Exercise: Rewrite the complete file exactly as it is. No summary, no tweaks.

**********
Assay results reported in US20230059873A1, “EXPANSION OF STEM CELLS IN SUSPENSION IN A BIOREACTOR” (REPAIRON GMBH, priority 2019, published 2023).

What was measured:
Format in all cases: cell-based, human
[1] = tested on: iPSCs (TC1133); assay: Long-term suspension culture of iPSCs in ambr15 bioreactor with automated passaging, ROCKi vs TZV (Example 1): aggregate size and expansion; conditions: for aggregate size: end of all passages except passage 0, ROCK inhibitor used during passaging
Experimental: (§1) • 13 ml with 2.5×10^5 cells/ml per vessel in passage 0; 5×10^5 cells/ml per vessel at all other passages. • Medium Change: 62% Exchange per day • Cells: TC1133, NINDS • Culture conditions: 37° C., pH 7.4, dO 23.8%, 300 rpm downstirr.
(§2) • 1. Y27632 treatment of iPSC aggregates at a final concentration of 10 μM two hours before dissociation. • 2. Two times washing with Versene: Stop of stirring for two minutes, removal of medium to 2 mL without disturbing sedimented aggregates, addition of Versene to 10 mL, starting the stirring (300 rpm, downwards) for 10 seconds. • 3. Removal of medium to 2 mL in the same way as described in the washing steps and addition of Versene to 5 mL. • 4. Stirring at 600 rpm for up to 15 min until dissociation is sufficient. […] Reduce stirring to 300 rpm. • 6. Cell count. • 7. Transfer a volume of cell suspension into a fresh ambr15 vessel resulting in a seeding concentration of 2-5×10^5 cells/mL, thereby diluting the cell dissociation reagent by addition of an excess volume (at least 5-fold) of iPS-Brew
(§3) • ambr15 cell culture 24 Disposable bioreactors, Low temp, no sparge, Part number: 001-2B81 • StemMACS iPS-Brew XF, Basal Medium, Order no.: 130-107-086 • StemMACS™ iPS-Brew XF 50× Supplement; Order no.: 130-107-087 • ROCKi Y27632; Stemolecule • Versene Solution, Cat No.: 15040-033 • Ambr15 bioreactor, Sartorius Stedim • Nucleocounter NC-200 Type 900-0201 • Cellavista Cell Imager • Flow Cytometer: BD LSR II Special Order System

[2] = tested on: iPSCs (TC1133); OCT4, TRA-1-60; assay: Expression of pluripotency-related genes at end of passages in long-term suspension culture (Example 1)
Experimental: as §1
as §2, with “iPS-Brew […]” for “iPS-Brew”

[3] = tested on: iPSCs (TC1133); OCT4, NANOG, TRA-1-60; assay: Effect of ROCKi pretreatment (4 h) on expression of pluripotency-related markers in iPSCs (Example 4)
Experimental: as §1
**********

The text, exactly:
Assay results reported in US20230059873A1, “EXPANSION OF STEM CELLS IN SUSPENSION IN A BIOREACTOR” (REPAIRON GMBH, priority 2019, published 2023).

What was measured:
Format in all cases: cell-based, human
[1] = tested on: iPSCs (TC1133); assay: Long-term suspension culture of iPSCs in ambr15 bioreactor with automated passaging, ROCKi vs TZV (Example 1): aggregate size and expansion; conditions: for aggregate size: end of all passages except passage 0, ROCK inhibitor used during passaging
Experimental: (§1) • 13 ml with 2.5×10^5 cells/ml per vessel in passage 0; 5×10^5 cells/ml per vessel at all other passages. • Medium Change: 62% Exchange per day • Cells: TC1133, NINDS • Culture conditions: 37° C., pH 7.4, dO 23.8%, 300 rpm downstirr.
(§2) • 1. Y27632 treatment of iPSC aggregates at a final concentration of 10 μM two hours before dissociation. • 2. Two times washing with Versene: Stop of stirring for two minutes, removal of medium to 2 mL without disturbing sedimented aggregates, addition of Versene to 10 mL, starting the stirring (300 rpm, downwards) for 10 seconds. • 3. Removal of medium to 2 mL in the same way as described in the washing steps and addition of Versene to 5 mL. • 4. Stirring at 600 rpm for up to 15 min until dissociation is sufficient. […] Reduce stirring to 300 rpm. • 6. Cell count. • 7. Transfer a volume of cell suspension into a fresh ambr15 vessel resulting in a seeding concentration of 2-5×10^5 cells/mL, thereby diluting the cell dissociation reagent by addition of an excess volume (at least 5-fold) of iPS-Brew
(§3) • ambr15 cell culture 24 Disposable bioreactors, Low temp, no sparge, Part number: 001-2B81 • StemMACS iPS-Brew XF, Basal Medium, Order no.: 130-107-086 • StemMACS™ iPS-Brew XF 50× Supplement; Order no.: 130-107-087 • ROCKi Y27632; Stemolecule • Versene Solution, Cat No.: 15040-033 • Ambr15 bioreactor, Sartorius Stedim • Nucleocounter NC-200 Type 900-0201 • Cellavista Cell Imager • Flow Cytometer: BD LSR II Special Order System

[2] = tested on: iPSCs (TC1133); OCT4, TRA-1-60; assay: Expression of pluripotency-related genes at end of passages in long-term suspension culture (Example 1)
Experimental: as §1
as §2, with “iPS-Brew […]” for “iPS-Brew”

[3] = tested on: iPSCs (TC1133); OCT4, NANOG, TRA-1-60; assay: Effect of ROCKi pretreatment (4 h) on expression of pluripotency-related markers in iPSCs (Example 4)
Experimental: as §1